Michel Piccoli in "We Have a Pope." (Philippe Antonello / Sundance…)
What if they picked a pope and he went AWOL? That's the premise of Nanni Moretti's new film, a gentle fable whose humanist heart beats in Michel Piccoli's nuanced performance. As a man of faith facing a secular crisis — over a life unfulfilled — the seasoned actor is stirring. Yet "We Have a Pope" ("Habemus Papam") is too gingerly to be persuasive.
In his imagining of the papal conclave, Moretti aims for basic verisimilitude but avoids grounding topicality. There's only the slightest reference to contemporary troubles in the Roman Catholic Church, and no sense of politics or ambition among the cardinals assembled to choose a new pontiff. In a nice touch, many, in fact, pray that they won't be chosen. Collectively, they have a childlike aura, not least in the lovely rising emotion when, after a number of ballots, French cardinal Melville (Piccoli) is elected.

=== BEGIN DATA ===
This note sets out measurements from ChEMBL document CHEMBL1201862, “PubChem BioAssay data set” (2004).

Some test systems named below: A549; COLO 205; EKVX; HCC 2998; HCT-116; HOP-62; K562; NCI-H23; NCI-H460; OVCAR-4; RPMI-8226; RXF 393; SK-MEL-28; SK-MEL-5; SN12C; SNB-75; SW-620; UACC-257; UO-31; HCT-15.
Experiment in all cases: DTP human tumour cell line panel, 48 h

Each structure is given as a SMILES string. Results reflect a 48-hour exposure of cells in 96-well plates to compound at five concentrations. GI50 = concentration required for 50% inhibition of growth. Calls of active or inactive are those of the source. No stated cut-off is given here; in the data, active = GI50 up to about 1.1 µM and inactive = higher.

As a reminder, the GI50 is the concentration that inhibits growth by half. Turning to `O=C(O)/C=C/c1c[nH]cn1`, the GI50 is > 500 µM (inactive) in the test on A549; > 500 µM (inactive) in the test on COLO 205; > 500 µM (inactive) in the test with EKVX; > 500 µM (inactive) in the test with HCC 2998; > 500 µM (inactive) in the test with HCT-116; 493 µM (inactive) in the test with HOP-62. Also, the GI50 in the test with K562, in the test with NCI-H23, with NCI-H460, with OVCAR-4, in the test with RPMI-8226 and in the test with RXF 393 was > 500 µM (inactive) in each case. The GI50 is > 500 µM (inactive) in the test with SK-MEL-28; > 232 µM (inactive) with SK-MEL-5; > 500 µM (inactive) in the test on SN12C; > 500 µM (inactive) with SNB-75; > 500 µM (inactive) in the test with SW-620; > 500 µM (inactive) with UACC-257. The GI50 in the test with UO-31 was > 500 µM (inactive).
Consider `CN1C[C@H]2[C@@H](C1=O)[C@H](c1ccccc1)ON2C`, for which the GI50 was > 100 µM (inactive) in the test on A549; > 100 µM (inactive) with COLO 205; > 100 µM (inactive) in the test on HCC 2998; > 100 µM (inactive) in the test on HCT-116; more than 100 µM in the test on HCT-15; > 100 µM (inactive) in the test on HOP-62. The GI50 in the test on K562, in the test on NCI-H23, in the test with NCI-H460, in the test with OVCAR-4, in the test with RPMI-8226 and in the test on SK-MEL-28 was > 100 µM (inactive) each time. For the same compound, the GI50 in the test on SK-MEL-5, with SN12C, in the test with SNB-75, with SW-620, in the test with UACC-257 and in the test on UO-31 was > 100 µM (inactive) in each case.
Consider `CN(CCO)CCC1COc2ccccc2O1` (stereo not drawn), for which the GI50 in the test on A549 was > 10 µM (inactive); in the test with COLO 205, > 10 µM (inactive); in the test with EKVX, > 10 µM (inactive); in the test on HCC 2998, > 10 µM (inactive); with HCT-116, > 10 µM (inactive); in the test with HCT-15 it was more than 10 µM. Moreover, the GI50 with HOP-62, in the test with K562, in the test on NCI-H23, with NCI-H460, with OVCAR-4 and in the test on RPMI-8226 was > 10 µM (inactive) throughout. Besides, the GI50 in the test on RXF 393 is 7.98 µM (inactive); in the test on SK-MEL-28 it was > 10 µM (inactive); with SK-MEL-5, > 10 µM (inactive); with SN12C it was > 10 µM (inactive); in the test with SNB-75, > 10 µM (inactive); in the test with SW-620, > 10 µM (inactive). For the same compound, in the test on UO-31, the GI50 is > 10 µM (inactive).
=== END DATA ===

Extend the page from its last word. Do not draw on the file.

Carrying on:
Not feeling the calling, Melville withdraws in panic before embarking on increasingly implausible wanderings. In the film's most problematic component, a glum psychiatrist (Moretti) is enlisted to help. Sequestered at the Vatican even after his patient has slipped into the streets of Rome, the doctor provides lessons in pharmacology and volleyball to the clerics, in scenes bordering on cutesy.
The comic misfires, mild though they are, distract from the pope-elect's story, which never really comes into focus, despite the intriguing what-if at its center and Piccoli's tender portrait.